Yet the No Child Left Behind legislation doesn’t include the right to go to private schools, where such things are routine. Paul G. Vallas, the chief executive officer of the Philadelphia school system, is seeking a way around that restriction, hoping to send disadvantaged youngsters from troubled public schools into archdiocesan classrooms that have space and are willing. But, like vouchers, this is an uphill political battle. And even with voucher aid, many children who would benefit from the curricular and moral offerings of private schools cannot afford to matriculate. But faith-based organizations seeking to operate zero-tuition charter schools have, until now, been compelled to exclude all forms of religiosity—thus quashing one of their major incentives to serve children and barring one of the things they do best.
Solution: Let religious schools become part of the charter system so long as they’re willing to abide by the results-based accountability arrangements that other charter schools must accept, namely state academic standards and tests. And allow churches to found new charter schools without shedding their sectarianism.
In most countries, this wouldn’t qualify as an innovation, for they assume that government has an obligation to support church-affiliated as well as secular schools. In the United States, however, a daft reading of the First Amendment’s “establishment” clause was long held to bar public aid to religious schools.
The U.S. Supreme Court’s 2002 Zelman decision changed this. It said there’s no federal prohibition on state dollars going to such schools so long as this results from free and open choices by parents. It thus legalized voucher programs in several states and others struggling to be born, including the new one in Colorado and the District of Columbia plan now pending in Congress.
But vouchers aren’t the only education innovation that Zelman makes possible. Charter schools, too, get public dollars only when parents freely choose them. No child is compelled to attend a charter school. If parents don’t select it, it has neither pupils nor revenue.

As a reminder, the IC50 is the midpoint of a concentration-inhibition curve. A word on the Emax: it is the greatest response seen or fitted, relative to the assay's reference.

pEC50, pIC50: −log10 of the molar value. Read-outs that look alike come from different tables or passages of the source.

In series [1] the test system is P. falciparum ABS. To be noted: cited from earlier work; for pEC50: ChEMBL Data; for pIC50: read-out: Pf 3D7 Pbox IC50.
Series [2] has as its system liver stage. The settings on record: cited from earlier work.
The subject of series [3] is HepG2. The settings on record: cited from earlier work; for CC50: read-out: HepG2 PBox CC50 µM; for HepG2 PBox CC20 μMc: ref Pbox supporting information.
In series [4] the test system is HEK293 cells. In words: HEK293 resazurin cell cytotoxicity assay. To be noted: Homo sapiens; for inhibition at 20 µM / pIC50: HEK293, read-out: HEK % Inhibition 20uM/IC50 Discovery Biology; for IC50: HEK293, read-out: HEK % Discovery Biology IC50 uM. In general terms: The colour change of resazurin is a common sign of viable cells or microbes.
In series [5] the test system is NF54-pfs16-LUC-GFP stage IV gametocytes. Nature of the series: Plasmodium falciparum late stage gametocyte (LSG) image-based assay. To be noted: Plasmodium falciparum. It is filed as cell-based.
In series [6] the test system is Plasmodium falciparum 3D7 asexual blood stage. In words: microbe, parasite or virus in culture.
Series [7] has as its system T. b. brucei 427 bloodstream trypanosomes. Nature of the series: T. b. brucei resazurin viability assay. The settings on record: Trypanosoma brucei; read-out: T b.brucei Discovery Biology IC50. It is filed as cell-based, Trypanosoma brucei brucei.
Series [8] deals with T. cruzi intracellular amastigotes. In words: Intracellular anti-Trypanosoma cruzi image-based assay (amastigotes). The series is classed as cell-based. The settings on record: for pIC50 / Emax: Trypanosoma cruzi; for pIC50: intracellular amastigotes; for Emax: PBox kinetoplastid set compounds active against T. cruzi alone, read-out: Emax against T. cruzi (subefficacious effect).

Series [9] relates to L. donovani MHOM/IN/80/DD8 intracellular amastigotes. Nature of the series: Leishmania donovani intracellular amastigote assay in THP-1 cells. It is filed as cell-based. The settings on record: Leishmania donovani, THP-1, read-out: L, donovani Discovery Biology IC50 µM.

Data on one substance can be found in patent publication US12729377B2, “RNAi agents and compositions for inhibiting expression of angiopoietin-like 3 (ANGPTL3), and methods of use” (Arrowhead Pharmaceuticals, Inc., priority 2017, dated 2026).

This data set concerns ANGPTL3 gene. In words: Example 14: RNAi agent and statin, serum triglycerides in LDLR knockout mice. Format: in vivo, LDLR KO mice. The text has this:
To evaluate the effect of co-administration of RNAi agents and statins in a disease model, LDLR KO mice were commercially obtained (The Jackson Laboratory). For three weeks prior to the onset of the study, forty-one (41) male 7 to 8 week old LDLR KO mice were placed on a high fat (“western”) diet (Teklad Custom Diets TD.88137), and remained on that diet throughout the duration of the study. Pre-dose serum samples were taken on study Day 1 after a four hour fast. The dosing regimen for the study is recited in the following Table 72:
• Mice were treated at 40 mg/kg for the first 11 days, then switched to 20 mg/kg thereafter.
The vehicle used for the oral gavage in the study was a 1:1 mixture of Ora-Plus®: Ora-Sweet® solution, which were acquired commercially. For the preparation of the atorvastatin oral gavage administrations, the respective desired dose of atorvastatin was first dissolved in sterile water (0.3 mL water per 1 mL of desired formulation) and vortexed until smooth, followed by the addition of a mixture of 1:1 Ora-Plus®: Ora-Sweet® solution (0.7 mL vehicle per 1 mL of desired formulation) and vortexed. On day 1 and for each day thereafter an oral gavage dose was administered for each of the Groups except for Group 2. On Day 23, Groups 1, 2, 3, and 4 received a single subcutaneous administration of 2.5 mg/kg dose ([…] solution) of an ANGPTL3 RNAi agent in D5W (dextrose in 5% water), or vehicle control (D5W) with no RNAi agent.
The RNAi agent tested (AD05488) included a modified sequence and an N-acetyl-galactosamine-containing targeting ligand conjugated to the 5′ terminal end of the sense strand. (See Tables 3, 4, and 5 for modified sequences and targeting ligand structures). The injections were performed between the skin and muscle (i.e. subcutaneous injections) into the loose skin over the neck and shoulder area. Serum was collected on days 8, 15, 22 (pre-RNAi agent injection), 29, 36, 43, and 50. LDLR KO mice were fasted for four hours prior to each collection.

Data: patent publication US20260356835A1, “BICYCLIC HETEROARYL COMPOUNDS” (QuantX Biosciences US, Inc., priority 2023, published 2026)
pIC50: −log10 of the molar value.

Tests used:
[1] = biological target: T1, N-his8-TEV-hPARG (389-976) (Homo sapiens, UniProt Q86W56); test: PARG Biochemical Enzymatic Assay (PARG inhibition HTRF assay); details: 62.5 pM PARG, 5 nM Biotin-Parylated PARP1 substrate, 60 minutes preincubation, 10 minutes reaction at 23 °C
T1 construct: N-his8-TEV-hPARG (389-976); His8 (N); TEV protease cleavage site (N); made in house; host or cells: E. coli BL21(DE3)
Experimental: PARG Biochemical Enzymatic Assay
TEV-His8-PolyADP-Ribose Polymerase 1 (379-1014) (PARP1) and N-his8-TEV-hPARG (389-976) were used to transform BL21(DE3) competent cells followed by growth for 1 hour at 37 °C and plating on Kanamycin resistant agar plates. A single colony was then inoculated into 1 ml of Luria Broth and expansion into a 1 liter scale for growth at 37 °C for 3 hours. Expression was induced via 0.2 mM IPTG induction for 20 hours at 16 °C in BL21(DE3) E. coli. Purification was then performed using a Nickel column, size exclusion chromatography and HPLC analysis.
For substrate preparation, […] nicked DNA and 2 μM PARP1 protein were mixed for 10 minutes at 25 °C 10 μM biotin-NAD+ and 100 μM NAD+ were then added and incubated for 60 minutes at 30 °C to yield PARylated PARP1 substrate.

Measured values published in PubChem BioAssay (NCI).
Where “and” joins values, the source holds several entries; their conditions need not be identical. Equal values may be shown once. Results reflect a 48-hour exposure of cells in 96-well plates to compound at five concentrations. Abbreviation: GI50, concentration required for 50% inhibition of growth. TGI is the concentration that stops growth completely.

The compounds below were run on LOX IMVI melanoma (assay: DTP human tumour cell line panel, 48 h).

Yes, charter schools must be “sponsored” by state-approved agencies, and some will see excessive “entanglement.” But private schools also need state licenses and, under the pending District of Columbia voucher program, must accept other constraints devised by Congress. Doing so will not, however, erase their religious character.
True, other differences remain between private and charter schools. Wholly private schools can restrict attendance to members of their faith and expel youngsters who refuse to behave. They can operate separate programs for girls and boys and need not comply with Uncle Sam’s myriad rules for educating children with disabilities.
Because they value such freedoms, many private schools will shun greater involvement with government. So be it. But some would welcome the opportunity to serve more children. In most places, per-pupil funding for charters, meager as it is, exceeds current tuition levels—and is more than vouchers would bring. In any case, the entanglements that accompany charter school status are not much worse—as is becoming clear in Florida, where new rules are raining down upon private schools that take part in that state’s several voucher programs. It’s a calculation each school can make for itself.
A few private schools have converted to charter status, but they did so by severing all religious ties. A few others have created sister schools that operate as charters. I visited an interesting pair of schools in Houston, one private (and religious), the other charter (and secular), sharing facilities but functioning as separate organizations.
Creating a secular sister school is one viable model for a parochial school or church that wants to serve more kids. It may be the only option in states with “Blaine amendments” that prohibit public dollars from flowing into religious institutions no matter what the Supreme Court says about the U.S. Constitution. But in the dozen or so states without such impediments, why not try religious charter schools?
Watchdog groups will rush back to court at the first sign of a new breach in their cherished “wall of separation,” and in time this education innovation would also wind up in the Supreme Court. But that’s no reason to forgo it. Cash-strapped states may fear the budgetary impact of private school pupils suddenly qualifying for public subsidies. Yet that cost can also be contained. Since many state charter laws bar private school conversions, most religious charters would be new schools, serving kids not already in the private school orbit—and adding to the supply of seats in decent schools for youngsters who need them.
Overriding all objections is America’s woeful lack of such seats. Every possible asset should be brought to bear on the creation of more. Religious charter schools deserve consideration.
The original 2003 article first appeared in Education Week.